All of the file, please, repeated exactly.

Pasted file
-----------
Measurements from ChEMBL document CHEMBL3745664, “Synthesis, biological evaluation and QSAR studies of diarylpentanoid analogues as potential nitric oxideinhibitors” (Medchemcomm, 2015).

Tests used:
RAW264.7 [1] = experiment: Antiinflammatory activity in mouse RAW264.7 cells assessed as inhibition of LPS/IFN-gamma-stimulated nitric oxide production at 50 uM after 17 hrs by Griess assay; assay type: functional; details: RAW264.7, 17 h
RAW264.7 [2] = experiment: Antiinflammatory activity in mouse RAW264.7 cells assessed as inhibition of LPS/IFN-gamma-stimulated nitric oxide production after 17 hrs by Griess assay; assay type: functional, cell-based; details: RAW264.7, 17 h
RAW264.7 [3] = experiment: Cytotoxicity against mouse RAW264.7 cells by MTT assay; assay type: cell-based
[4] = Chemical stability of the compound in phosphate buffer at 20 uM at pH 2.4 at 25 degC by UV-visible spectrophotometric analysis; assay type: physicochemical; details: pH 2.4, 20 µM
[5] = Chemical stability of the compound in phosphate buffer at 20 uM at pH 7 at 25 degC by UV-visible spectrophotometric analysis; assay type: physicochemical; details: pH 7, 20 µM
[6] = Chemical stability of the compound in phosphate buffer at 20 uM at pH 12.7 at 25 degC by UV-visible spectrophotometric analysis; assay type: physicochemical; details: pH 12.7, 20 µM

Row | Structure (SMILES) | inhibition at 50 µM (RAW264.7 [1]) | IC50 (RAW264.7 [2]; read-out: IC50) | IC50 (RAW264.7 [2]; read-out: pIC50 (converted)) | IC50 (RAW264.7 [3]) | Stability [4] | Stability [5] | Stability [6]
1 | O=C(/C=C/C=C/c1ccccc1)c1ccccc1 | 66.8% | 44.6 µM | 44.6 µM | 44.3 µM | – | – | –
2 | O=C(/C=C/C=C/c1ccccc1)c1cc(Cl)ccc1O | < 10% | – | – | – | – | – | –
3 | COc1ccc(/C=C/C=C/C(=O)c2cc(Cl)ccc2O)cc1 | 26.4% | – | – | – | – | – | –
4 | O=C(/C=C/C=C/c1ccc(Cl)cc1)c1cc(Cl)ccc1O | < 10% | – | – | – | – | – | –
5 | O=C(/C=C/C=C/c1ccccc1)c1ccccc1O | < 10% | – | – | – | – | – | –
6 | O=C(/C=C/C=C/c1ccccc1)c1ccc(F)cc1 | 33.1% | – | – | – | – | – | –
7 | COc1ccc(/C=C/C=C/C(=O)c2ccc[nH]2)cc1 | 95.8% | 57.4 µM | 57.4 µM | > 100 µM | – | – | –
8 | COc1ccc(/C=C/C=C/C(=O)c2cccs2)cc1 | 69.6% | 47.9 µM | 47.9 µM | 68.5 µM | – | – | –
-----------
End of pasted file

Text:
Measurements from ChEMBL document CHEMBL3745664, “Synthesis, biological evaluation and QSAR studies of diarylpentanoid analogues as potential nitric oxideinhibitors” (Medchemcomm, 2015).

Tests used:
RAW264.7 [1] = experiment: Antiinflammatory activity in mouse RAW264.7 cells assessed as inhibition of LPS/IFN-gamma-stimulated nitric oxide production at 50 uM after 17 hrs by Griess assay; assay type: functional; details: RAW264.7, 17 h
RAW264.7 [2] = experiment: Antiinflammatory activity in mouse RAW264.7 cells assessed as inhibition of LPS/IFN-gamma-stimulated nitric oxide production after 17 hrs by Griess assay; assay type: functional, cell-based; details: RAW264.7, 17 h
RAW264.7 [3] = experiment: Cytotoxicity against mouse RAW264.7 cells by MTT assay; assay type: cell-based
[4] = Chemical stability of the compound in phosphate buffer at 20 uM at pH 2.4 at 25 degC by UV-visible spectrophotometric analysis; assay type: physicochemical; details: pH 2.4, 20 µM
[5] = Chemical stability of the compound in phosphate buffer at 20 uM at pH 7 at 25 degC by UV-visible spectrophotometric analysis; assay type: physicochemical; details: pH 7, 20 µM
[6] = Chemical stability of the compound in phosphate buffer at 20 uM at pH 12.7 at 25 degC by UV-visible spectrophotometric analysis; assay type: physicochemical; details: pH 12.7, 20 µM

Row | Structure (SMILES) | inhibition at 50 µM (RAW264.7 [1]) | IC50 (RAW264.7 [2]; read-out: IC50) | IC50 (RAW264.7 [2]; read-out: pIC50 (converted)) | IC50 (RAW264.7 [3]) | Stability [4] | Stability [5] | Stability [6]
1 | O=C(/C=C/C=C/c1ccccc1)c1ccccc1 | 66.8% | 44.6 µM | 44.6 µM | 44.3 µM | – | – | –
2 | O=C(/C=C/C=C/c1ccccc1)c1cc(Cl)ccc1O | < 10% | – | – | – | – | – | –
3 | COc1ccc(/C=C/C=C/C(=O)c2cc(Cl)ccc2O)cc1 | 26.4% | – | – | – | – | – | –
4 | O=C(/C=C/C=C/c1ccc(Cl)cc1)c1cc(Cl)ccc1O | < 10% | – | – | – | – | – | –
5 | O=C(/C=C/C=C/c1ccccc1)c1ccccc1O | < 10% | – | – | – | – | – | –
6 | O=C(/C=C/C=C/c1ccccc1)c1ccc(F)cc1 | 33.1% | – | – | – | – | – | –
7 | COc1ccc(/C=C/C=C/C(=O)c2ccc[nH]2)cc1 | 95.8% | 57.4 µM | 57.4 µM | > 100 µM | – | – | –
8 | COc1ccc(/C=C/C=C/C(=O)c2cccs2)cc1 | 69.6% | 47.9 µM | 47.9 µM | 68.5 µM | – | – | –